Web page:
A lot of big changes have been happening in my life recently and I have noticed that the emotion of fear keeps coming up for me. This got me thinking about the role that fear plays in change. There have been moments in my life when I have been paralyzed by fear, and this fear has driven my decisions, which has in turn driven my life path. Along my journey, I have realized that change is always occurring around us every day, but we don’t often pay attention to it, and therefore we live our lives perceiving that change is this big, difficult, scary thing. We get lost in the trees and miss the entire forest.
Every single thing in our lives is constantly changing. Each breath we take, each move we make, we are changing in order to live and grow. We are living on a blue dot spiraling around the sun at 67,000 mph, and yet, we wake up each day without a thought about this constant motion. Recognizing the role that change has in our every day lives can help us to have courage when faced with “big & scary” changes.
Everything in life is impermanent; everything around us is constantly changing, evolving, growing, living, and dying. Our thoughts and feelings too are constantly changing; yet, our minds tend to focus on very specific and often meaningless details rather than take in the entire picture. When we are in fear mode, our minds are hyper focused on those thoughts with which we are fearful. We have an evolutionary response of fight or flight in order to survive. However, our programming that is trying to protect us often fails us. Sometimes, fear is not there to be avoided or fought, but rather, it is there to give us information and that information is there to be examined.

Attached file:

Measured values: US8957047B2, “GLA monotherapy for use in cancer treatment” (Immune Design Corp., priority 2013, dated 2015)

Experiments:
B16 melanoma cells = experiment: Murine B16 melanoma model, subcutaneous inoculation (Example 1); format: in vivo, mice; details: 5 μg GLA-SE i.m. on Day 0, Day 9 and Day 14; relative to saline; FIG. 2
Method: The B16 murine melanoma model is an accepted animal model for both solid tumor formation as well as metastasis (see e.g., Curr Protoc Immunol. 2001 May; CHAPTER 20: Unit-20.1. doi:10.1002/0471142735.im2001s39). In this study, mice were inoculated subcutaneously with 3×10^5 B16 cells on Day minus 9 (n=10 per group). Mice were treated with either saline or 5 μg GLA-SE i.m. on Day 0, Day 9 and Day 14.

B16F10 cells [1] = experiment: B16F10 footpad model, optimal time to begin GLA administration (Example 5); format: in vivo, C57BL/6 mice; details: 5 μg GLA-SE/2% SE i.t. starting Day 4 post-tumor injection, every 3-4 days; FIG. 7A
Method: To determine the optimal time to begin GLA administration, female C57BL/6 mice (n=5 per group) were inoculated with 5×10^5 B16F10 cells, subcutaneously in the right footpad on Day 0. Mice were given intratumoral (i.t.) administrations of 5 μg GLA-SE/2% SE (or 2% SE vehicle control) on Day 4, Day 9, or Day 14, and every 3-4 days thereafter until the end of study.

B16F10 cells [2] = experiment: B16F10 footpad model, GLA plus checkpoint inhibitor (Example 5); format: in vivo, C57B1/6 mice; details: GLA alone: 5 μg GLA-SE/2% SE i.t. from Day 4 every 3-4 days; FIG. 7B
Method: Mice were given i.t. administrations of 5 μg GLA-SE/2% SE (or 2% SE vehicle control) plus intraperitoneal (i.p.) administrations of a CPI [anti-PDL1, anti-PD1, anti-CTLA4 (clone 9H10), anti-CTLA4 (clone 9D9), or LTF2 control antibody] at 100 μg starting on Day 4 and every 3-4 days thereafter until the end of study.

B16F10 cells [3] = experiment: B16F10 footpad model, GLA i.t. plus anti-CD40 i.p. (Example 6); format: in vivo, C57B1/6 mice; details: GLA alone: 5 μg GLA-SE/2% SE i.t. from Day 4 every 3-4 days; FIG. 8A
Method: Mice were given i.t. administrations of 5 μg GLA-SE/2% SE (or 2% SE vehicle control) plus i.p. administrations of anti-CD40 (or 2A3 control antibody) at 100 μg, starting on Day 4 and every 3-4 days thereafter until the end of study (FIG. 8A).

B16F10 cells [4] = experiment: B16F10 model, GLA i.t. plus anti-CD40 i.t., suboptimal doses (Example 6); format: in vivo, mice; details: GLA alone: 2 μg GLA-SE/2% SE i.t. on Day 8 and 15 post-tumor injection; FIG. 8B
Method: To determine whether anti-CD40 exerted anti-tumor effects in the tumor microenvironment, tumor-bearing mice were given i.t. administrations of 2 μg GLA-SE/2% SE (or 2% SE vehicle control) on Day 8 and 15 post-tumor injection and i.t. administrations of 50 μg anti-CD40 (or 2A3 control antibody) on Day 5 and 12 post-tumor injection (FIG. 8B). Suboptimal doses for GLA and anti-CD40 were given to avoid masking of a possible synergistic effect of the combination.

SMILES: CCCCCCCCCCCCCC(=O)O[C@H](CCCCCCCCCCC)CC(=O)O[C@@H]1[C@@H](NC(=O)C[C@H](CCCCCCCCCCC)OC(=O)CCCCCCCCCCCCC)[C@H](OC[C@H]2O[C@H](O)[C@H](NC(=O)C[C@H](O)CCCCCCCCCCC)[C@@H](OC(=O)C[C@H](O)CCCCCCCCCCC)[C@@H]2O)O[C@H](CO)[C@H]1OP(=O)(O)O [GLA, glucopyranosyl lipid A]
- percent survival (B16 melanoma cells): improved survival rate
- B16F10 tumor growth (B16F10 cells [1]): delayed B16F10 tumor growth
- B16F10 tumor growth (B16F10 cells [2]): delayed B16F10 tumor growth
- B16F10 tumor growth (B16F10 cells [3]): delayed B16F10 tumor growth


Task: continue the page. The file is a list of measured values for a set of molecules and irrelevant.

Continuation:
In order to live a life worth living, it is essential to sit with and get to know our minds, bodies, thoughts, and feelings. Mindfulness, the practice of being aware of the present moment with acceptance and nonjudgmental compassion, is helpful in many ways, but one of them is by teaching us to be brave.
I like to think of mindfulness in the same way that I think of building a relationship with a new client. When clients walk through my door, I welcome them and try to make sure they are comfortable. As the client speaks, I listen. I pay attention to whatever comes up in the room. I use curiosity and meet the client with nonjudgmental compassion. In mindfulness, we are building these relationships with our minds. Applying mindfulness in daily life can help us with change, as it gives us the space to respond to our fears with awareness and intention. It wakes us up to the control we have on our journeys and it wakes us up to truly living. Applying mindfulness in the face of fear has helped me with big changes and I hope that it can be a source of support for you as well.
“When we become inquisitive about these things, look into them, see who we are and what we do, with the curiosity of a young child, what might seem like a problem becomes a source of wisdom.” –Pema Chodron